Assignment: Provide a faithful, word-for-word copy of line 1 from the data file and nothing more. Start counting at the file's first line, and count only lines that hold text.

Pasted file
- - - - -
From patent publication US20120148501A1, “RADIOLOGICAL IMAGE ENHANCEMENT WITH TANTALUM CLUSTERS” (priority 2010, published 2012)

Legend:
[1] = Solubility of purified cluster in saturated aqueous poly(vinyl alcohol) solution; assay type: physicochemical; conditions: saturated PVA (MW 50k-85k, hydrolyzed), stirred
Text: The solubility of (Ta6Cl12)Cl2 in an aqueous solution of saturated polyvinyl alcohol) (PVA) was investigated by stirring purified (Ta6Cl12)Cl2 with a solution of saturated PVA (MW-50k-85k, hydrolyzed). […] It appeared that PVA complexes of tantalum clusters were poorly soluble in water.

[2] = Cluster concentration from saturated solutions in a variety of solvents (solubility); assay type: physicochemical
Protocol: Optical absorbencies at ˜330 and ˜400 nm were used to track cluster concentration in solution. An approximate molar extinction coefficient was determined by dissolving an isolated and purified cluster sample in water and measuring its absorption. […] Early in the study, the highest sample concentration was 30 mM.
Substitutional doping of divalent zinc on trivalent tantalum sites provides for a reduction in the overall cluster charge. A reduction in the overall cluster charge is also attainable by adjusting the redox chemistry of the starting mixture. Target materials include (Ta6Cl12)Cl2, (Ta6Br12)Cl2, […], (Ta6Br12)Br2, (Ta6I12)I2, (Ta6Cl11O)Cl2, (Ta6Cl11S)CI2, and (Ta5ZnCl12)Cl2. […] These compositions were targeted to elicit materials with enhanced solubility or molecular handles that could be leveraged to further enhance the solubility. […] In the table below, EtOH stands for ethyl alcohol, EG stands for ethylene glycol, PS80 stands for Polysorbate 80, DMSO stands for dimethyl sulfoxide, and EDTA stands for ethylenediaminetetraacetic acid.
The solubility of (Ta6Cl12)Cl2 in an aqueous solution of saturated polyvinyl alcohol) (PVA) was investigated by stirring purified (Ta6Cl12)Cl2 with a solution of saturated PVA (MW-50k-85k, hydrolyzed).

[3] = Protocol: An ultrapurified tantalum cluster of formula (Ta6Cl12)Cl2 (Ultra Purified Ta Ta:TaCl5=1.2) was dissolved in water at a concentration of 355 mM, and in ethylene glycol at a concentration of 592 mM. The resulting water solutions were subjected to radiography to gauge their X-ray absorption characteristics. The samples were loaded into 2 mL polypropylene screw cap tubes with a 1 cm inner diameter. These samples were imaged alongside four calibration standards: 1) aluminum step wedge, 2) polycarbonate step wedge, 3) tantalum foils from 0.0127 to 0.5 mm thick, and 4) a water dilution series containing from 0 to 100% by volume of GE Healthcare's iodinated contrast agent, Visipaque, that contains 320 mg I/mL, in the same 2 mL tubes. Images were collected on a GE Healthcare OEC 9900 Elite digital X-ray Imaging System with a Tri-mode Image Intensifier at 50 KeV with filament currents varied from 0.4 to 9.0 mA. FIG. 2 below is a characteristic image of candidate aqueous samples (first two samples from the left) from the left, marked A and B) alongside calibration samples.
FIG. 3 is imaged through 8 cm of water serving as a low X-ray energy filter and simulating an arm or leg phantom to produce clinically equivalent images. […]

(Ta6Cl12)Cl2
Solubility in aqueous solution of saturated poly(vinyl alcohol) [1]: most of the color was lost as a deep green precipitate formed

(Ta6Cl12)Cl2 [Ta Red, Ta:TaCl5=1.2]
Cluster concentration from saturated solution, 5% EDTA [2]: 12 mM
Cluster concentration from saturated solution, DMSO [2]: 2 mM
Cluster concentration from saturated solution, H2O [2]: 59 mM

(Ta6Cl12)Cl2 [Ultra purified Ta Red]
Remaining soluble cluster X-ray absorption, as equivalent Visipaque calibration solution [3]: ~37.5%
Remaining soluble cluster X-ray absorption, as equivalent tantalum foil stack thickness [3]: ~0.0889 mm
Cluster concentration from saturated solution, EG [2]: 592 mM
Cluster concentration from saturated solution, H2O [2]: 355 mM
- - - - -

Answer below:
From patent publication US20120148501A1, “RADIOLOGICAL IMAGE ENHANCEMENT WITH TANTALUM CLUSTERS” (priority 2010, published 2012)